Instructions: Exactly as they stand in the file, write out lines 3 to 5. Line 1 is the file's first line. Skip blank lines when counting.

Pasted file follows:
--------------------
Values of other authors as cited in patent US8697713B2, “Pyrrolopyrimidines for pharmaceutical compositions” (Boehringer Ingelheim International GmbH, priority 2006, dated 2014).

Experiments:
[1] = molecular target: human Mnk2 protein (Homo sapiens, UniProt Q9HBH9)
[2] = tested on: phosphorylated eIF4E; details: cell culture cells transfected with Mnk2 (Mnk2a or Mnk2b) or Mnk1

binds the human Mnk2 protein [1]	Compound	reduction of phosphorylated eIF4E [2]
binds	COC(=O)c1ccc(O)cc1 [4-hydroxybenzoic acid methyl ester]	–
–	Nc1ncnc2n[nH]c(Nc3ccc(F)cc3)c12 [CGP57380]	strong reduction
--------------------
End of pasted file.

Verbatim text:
[1] = molecular target: human Mnk2 protein (Homo sapiens, UniProt Q9HBH9)
[2] = tested on: phosphorylated eIF4E; details: cell culture cells transfected with Mnk2 (Mnk2a or Mnk2b) or Mnk1

binds the human Mnk2 protein [1]	Compound	reduction of phosphorylated eIF4E [2]